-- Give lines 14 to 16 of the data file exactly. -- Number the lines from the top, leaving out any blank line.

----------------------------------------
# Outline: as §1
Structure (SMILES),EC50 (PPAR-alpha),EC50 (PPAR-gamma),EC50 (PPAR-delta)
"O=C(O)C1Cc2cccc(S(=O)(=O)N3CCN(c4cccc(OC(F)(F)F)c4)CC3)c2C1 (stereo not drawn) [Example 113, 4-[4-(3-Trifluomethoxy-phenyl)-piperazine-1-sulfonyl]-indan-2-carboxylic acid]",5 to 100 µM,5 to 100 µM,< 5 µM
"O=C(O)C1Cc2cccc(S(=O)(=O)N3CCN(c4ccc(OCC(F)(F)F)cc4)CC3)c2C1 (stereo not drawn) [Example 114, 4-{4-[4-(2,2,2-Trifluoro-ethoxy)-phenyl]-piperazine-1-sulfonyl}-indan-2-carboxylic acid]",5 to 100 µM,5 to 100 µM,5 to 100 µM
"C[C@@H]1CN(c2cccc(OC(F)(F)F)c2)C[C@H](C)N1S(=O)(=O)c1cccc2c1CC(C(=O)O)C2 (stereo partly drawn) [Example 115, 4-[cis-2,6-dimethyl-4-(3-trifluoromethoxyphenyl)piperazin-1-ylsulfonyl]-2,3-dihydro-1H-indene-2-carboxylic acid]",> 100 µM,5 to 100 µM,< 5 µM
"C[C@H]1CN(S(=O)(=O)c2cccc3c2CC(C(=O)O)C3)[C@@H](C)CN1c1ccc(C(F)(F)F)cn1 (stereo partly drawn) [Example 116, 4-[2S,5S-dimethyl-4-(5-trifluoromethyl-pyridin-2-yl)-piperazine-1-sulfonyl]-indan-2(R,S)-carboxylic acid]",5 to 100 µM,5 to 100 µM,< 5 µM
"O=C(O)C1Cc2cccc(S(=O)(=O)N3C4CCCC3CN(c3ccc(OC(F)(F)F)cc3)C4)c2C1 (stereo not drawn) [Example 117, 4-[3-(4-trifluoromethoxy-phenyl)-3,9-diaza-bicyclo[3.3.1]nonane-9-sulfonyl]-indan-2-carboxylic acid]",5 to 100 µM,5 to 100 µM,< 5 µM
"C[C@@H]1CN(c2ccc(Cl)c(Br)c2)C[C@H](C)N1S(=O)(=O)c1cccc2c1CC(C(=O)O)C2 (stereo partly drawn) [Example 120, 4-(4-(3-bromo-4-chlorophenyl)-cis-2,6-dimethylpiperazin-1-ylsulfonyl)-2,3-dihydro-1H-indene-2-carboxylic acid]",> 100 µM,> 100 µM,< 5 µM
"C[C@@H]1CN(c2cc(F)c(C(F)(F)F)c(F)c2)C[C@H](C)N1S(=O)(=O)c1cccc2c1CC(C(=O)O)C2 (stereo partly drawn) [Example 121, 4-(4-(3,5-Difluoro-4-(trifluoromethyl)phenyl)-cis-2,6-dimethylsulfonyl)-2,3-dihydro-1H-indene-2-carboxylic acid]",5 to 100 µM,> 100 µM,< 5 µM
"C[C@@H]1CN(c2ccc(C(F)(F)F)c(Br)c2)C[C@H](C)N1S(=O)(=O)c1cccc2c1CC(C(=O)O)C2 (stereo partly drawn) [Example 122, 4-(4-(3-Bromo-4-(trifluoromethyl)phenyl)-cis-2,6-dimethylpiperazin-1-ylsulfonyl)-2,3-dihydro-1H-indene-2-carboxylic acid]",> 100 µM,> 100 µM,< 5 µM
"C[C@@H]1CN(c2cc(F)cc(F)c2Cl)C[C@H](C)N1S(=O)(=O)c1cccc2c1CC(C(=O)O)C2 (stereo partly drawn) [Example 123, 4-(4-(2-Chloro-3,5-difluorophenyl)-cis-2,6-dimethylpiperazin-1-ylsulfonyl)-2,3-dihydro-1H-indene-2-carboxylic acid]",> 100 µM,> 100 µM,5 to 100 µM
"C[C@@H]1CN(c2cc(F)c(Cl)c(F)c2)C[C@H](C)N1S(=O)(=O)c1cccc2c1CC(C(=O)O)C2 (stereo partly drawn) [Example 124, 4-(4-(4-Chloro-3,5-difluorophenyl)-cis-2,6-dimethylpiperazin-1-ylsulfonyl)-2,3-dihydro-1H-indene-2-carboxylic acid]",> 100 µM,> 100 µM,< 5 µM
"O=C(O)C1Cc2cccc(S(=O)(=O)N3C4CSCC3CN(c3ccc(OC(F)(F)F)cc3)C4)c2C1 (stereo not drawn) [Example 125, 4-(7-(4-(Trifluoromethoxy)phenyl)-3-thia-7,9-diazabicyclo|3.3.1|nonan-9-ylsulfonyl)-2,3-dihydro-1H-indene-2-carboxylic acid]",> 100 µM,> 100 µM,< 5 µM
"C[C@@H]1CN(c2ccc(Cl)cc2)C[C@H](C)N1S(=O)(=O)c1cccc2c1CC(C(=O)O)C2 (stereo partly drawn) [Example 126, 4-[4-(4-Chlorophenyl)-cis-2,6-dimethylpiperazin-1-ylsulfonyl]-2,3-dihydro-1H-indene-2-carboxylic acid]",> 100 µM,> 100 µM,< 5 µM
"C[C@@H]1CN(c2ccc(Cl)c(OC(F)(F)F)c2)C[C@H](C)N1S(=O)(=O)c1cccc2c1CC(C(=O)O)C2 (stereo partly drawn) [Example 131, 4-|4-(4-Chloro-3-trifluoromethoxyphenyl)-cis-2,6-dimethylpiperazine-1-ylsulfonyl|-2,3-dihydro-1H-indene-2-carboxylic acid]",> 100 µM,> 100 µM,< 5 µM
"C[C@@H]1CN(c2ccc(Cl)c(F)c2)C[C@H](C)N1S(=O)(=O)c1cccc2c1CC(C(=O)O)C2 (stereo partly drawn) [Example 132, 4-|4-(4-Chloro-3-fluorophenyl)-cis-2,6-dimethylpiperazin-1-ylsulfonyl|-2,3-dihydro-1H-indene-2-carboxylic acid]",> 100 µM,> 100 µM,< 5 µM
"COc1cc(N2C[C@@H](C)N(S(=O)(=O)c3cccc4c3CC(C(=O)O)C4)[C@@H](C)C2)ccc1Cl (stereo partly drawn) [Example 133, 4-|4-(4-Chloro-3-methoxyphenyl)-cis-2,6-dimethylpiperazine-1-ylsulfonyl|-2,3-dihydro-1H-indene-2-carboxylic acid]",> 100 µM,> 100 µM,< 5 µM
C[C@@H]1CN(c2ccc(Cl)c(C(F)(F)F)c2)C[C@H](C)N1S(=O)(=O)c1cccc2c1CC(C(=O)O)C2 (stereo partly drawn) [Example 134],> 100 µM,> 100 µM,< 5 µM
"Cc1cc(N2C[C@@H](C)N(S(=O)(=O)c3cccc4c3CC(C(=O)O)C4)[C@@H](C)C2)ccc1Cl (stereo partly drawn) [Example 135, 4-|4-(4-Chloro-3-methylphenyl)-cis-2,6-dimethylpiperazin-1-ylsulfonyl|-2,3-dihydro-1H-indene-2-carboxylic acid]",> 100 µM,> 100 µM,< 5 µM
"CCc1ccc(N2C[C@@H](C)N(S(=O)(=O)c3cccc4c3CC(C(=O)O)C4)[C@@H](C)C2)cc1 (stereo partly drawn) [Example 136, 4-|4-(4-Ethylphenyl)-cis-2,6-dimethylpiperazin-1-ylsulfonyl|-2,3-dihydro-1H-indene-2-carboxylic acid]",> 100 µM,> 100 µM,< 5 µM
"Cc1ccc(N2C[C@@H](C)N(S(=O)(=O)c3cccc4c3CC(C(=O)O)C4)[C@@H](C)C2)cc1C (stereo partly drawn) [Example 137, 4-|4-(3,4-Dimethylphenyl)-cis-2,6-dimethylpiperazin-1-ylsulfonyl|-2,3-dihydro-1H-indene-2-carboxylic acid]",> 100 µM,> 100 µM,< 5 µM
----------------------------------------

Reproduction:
"C[C@@H]1CN(c2ccc(Cl)cc2)C[C@H](C)N1S(=O)(=O)c1cccc2c1CC(C(=O)O)C2 (stereo partly drawn) [Example 126, 4-[4-(4-Chlorophenyl)-cis-2,6-dimethylpiperazin-1-ylsulfonyl]-2,3-dihydro-1H-indene-2-carboxylic acid]",> 100 µM,> 100 µM,< 5 µM
"C[C@@H]1CN(c2ccc(Cl)c(OC(F)(F)F)c2)C[C@H](C)N1S(=O)(=O)c1cccc2c1CC(C(=O)O)C2 (stereo partly drawn) [Example 131, 4-|4-(4-Chloro-3-trifluoromethoxyphenyl)-cis-2,6-dimethylpiperazine-1-ylsulfonyl|-2,3-dihydro-1H-indene-2-carboxylic acid]",> 100 µM,> 100 µM,< 5 µM
"C[C@@H]1CN(c2ccc(Cl)c(F)c2)C[C@H](C)N1S(=O)(=O)c1cccc2c1CC(C(=O)O)C2 (stereo partly drawn) [Example 132, 4-|4-(4-Chloro-3-fluorophenyl)-cis-2,6-dimethylpiperazin-1-ylsulfonyl|-2,3-dihydro-1H-indene-2-carboxylic acid]",> 100 µM,> 100 µM,< 5 µM